On February 20th Gamastura posted a list of gaming’s Top 20 Writers in recent times. The article was well received and six days later Gamasutra posted the audience response.
First of all, this is a huge and notable step forward. The writing niche in games isn’t nearly as big as others, such as programming and design, despite its important. I am not, however, trying to preach that story is the most important thing in a game. I think, in fact, it is not. If applied incorrectly, it can even hinder the game’s flow. Developing games is about creating and experience, not about summing up different parts and hoping they’ll form a nice result. If the story isn’t contextual to the interactive experience, it beats the point. If, however, it relates to the gameplay offered and enhances its potential, then its purpose has been fulfilled.
Storytelling is essential to the experience, but that also involves knowing when to stand down. Make your stand at the appropriate moment and context, however, and you’ll follow the example of games that wouldn’t have ever achieved the cult status they have today, were it not for their narrative. Yes, games such as Portal, Grand Theft Auto IV, God of War, Braid, and Call of Duty 4 wouldn’t have become so popular if they didn’t reveal GLaDOS’ instability, Niko’s immigration, Kratos’ wrath, time’s poetry, and the horrors of modern war, respectively.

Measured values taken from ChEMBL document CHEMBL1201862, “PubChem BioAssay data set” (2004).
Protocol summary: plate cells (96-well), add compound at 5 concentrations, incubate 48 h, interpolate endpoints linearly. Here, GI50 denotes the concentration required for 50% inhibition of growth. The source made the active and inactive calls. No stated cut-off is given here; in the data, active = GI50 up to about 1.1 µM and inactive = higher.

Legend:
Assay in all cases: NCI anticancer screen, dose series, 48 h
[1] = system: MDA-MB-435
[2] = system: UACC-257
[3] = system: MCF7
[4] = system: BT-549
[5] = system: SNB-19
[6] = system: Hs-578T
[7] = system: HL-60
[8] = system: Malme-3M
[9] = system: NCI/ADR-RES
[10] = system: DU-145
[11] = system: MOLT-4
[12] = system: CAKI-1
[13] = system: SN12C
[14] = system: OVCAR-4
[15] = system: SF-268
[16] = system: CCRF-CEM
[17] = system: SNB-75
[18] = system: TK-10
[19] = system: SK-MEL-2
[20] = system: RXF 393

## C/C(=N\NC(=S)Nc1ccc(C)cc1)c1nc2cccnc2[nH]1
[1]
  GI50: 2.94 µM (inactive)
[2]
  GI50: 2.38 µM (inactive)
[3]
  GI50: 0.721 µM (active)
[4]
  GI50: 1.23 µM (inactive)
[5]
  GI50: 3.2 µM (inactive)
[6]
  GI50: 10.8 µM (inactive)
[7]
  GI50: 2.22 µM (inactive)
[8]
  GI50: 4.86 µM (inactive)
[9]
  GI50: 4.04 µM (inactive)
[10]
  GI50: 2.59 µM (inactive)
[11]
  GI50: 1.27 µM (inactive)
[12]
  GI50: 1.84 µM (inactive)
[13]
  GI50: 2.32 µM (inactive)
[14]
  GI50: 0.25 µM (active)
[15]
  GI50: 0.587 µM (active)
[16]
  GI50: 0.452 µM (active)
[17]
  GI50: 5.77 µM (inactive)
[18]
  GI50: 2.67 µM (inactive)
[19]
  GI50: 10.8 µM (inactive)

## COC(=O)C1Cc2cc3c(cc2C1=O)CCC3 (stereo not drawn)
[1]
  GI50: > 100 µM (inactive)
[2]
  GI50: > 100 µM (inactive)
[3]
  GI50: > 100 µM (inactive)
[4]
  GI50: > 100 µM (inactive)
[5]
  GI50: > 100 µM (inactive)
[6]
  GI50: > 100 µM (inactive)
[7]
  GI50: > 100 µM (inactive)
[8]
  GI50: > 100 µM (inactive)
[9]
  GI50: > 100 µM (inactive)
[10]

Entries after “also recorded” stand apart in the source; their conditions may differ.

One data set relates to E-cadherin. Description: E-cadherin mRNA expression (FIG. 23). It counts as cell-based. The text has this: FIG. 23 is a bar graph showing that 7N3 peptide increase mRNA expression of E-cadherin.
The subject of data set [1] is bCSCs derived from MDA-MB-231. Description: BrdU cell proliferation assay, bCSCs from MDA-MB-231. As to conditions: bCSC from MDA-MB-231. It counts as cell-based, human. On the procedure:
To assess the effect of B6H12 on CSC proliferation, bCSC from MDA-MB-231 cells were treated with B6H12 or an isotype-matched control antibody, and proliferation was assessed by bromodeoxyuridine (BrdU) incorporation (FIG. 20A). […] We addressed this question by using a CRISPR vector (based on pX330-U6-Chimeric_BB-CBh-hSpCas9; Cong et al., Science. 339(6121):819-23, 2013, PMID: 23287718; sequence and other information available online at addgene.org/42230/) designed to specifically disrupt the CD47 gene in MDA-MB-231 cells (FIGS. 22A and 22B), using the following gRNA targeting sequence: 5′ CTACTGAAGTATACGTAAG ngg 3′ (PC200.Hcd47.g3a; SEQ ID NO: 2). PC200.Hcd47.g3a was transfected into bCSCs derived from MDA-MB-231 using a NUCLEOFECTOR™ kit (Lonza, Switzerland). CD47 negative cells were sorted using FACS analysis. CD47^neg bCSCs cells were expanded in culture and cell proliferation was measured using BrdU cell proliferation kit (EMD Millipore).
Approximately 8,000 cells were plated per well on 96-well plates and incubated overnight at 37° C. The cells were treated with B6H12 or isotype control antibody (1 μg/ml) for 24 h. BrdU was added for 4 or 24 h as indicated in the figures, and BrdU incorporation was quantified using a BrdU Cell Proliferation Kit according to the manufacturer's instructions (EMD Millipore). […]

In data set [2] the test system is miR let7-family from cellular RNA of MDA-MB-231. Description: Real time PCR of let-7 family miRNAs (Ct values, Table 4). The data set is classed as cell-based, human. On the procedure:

Therefore, I’d like to pay my respects to all the writers mentioned, as well as those who weren’t. Industry notables or not, the act of writing and telling stories is most likely a passion that drives us and to be able to live and attain success through it is the dream of many. A lot of motivation in one’s career comes through the advice and knowledge shared by the experts. In that sense, I am thankful and encourage more comments through writing peers and professionals like Susan O’Connor, Drew Karpyshyn, Tom Abernathy, Andrew Walsh and Rhianna Pratchett among others who participated.
What I’ve written is is merely a foreword. If, at all.